Growth Insights for CEOs

Price Erosion: Is Your Day-to-Day Mindset Killing You?

Posted by The Chief Outsider

Grow or die. Grow wrong and die a slow death. Every CEO is faced with the challenge of ensuring results today, this month, this quarter and this year. And everyday tradeoffs need to be made. For example, how often does the CEO get requests for discounting?  And when the company responds to these short-term opportunities to secure a big order, how will it limit any negative impact on the long term pricing strategy? 

Discounting can bring the big order, the big sales day and help close the quarter with a nice result. It may also elicit a response from your competition, and a demand by your customers, that discounting be the norm and not the exception. Heck, it’s the customer’s responsibility to acquire what they need at the best price they can negotiate. It’s the company’s responsibility to provide fair competitive pricing and remain viable. 

“Let’s make it up on volume” has been a chant of many salecutcaster 800916284 Stone surface smalls managers and representatives. They usually don’t think about the long term implications of pricing actions because the sales mentality is very “now” oriented. But CEOs have to ask – how do we reconcile short term pricing pressures with long term pricing strategy?

Let’s get really specific. When the sales manager calls the CEO and says:

“I may be able to get this order, but I need you to approve a 40% discount.  I can’t guarantee we will get the order, but I can guarantee that we won’t even be considered if we don’t discount 40%.”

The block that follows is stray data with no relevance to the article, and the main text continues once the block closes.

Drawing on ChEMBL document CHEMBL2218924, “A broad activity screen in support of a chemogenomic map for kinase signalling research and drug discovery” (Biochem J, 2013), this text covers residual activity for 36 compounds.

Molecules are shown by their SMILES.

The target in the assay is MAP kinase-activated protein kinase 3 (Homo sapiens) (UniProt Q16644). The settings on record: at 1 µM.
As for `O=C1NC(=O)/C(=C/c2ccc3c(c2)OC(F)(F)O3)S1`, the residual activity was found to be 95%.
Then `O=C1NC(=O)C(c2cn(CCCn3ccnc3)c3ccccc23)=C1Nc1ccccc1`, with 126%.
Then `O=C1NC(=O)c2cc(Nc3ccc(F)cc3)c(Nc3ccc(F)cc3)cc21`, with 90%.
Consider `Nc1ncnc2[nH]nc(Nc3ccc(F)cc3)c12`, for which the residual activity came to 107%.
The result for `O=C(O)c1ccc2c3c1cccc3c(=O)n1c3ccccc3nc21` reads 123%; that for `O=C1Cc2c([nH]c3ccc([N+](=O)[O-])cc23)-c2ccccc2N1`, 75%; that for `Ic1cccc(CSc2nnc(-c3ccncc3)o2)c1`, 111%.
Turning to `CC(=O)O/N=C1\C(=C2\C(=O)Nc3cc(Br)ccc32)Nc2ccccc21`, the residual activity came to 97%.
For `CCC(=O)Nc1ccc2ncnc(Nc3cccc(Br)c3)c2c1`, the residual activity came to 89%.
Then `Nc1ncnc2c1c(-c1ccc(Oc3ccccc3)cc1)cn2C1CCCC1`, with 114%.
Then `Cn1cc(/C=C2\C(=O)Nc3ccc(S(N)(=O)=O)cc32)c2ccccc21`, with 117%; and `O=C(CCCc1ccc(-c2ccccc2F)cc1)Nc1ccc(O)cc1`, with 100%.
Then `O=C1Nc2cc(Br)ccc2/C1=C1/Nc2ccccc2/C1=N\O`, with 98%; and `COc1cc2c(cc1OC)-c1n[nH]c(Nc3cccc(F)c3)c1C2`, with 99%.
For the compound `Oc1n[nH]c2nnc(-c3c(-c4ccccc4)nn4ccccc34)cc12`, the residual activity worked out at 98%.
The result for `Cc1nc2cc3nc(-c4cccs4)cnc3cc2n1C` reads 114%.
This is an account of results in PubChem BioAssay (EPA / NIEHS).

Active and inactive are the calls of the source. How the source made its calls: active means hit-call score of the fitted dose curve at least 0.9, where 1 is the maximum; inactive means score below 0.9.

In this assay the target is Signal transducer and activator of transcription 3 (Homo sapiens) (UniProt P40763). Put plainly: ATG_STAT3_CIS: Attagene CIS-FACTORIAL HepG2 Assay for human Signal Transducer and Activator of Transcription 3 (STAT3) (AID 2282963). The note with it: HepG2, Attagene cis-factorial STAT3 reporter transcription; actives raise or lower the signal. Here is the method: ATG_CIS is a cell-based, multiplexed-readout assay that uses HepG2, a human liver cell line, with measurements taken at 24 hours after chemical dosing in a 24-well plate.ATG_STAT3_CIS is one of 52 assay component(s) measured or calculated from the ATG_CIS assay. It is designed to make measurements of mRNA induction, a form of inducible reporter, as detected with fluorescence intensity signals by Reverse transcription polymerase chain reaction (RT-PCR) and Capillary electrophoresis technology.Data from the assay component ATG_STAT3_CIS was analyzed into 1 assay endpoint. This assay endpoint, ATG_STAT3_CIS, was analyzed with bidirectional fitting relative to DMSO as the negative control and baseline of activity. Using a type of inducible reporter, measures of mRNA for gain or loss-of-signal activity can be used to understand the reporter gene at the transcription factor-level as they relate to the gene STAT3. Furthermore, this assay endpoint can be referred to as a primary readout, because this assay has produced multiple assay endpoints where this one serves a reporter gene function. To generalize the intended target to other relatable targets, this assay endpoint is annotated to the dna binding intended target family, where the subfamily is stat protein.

Do you ok the discount and hope to get the order?  If yes, how do you make certain you don’t create price erosion?  How do you get future orders from this customer and not discount at least 40%? Considering the implications is a key role of the CEO. And the implications go beyond your direct customer relationships, as competition will certainly respond if you lead with discounts.  Your market share position will determine the degree of response by your competition. 

So make sure you are looking at the long term implications of your short term strategies and tactics so your company will have a long term.

Go to Medsider  to learn more from this author on this topic.

- Marshall Perez, Partner & CMO

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Topics: Pricing

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